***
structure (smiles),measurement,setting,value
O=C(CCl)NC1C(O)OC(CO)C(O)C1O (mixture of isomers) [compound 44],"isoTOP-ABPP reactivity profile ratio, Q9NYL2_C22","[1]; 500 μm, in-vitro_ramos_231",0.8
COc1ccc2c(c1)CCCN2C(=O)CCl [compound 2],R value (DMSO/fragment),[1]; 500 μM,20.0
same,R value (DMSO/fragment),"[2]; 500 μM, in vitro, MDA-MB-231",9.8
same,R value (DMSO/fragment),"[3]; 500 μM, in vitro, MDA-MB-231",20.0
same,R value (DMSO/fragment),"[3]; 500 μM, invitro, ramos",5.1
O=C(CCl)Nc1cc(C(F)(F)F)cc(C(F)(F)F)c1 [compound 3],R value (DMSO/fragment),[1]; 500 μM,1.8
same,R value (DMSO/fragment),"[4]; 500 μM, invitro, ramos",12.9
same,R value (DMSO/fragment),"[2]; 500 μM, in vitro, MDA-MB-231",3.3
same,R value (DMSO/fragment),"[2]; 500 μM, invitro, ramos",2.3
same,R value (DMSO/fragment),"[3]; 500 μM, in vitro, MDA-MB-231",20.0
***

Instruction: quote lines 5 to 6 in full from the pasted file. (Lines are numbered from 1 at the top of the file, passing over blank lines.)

same,R value (DMSO/fragment),"[3]; 500 μM, in vitro, MDA-MB-231",20.0
same,R value (DMSO/fragment),"[3]; 500 μM, invitro, ramos",5.1